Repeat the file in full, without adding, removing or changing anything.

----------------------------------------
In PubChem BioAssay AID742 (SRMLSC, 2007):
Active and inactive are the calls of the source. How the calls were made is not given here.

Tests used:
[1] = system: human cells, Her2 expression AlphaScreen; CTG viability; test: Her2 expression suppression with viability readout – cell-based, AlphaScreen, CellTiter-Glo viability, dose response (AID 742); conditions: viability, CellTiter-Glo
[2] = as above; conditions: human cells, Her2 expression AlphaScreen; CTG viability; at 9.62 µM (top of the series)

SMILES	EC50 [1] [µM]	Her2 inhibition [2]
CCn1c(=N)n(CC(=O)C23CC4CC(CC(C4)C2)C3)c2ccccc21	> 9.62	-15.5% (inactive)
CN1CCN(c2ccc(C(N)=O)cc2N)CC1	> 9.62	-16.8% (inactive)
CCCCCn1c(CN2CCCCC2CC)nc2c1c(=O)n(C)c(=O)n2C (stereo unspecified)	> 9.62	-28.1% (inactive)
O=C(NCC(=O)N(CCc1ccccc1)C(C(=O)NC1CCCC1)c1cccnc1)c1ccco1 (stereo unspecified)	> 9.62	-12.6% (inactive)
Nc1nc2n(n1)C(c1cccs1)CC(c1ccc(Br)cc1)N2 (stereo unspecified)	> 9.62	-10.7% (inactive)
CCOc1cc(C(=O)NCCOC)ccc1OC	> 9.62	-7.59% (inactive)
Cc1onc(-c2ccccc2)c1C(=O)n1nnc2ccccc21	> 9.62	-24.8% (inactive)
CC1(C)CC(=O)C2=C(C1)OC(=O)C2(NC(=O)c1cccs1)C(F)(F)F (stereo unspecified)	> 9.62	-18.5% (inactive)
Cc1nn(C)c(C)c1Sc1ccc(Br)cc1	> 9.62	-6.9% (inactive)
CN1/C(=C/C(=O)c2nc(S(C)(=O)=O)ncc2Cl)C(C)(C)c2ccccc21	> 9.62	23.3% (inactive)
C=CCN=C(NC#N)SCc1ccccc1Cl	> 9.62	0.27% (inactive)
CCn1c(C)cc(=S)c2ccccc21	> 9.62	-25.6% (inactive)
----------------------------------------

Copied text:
In PubChem BioAssay AID742 (SRMLSC, 2007):
Active and inactive are the calls of the source. How the calls were made is not given here.

Tests used:
[1] = system: human cells, Her2 expression AlphaScreen; CTG viability; test: Her2 expression suppression with viability readout – cell-based, AlphaScreen, CellTiter-Glo viability, dose response (AID 742); conditions: viability, CellTiter-Glo
[2] = as above; conditions: human cells, Her2 expression AlphaScreen; CTG viability; at 9.62 µM (top of the series)

SMILES	EC50 [1] [µM]	Her2 inhibition [2]
CCn1c(=N)n(CC(=O)C23CC4CC(CC(C4)C2)C3)c2ccccc21	> 9.62	-15.5% (inactive)
CN1CCN(c2ccc(C(N)=O)cc2N)CC1	> 9.62	-16.8% (inactive)
CCCCCn1c(CN2CCCCC2CC)nc2c1c(=O)n(C)c(=O)n2C (stereo unspecified)	> 9.62	-28.1% (inactive)
O=C(NCC(=O)N(CCc1ccccc1)C(C(=O)NC1CCCC1)c1cccnc1)c1ccco1 (stereo unspecified)	> 9.62	-12.6% (inactive)
Nc1nc2n(n1)C(c1cccs1)CC(c1ccc(Br)cc1)N2 (stereo unspecified)	> 9.62	-10.7% (inactive)
CCOc1cc(C(=O)NCCOC)ccc1OC	> 9.62	-7.59% (inactive)
Cc1onc(-c2ccccc2)c1C(=O)n1nnc2ccccc21	> 9.62	-24.8% (inactive)
CC1(C)CC(=O)C2=C(C1)OC(=O)C2(NC(=O)c1cccs1)C(F)(F)F (stereo unspecified)	> 9.62	-18.5% (inactive)
Cc1nn(C)c(C)c1Sc1ccc(Br)cc1	> 9.62	-6.9% (inactive)
CN1/C(=C/C(=O)c2nc(S(C)(=O)=O)ncc2Cl)C(C)(C)c2ccccc21	> 9.62	23.3% (inactive)
C=CCN=C(NC#N)SCc1ccccc1Cl	> 9.62	0.27% (inactive)
CCn1c(C)cc(=S)c2ccccc21	> 9.62	-25.6% (inactive)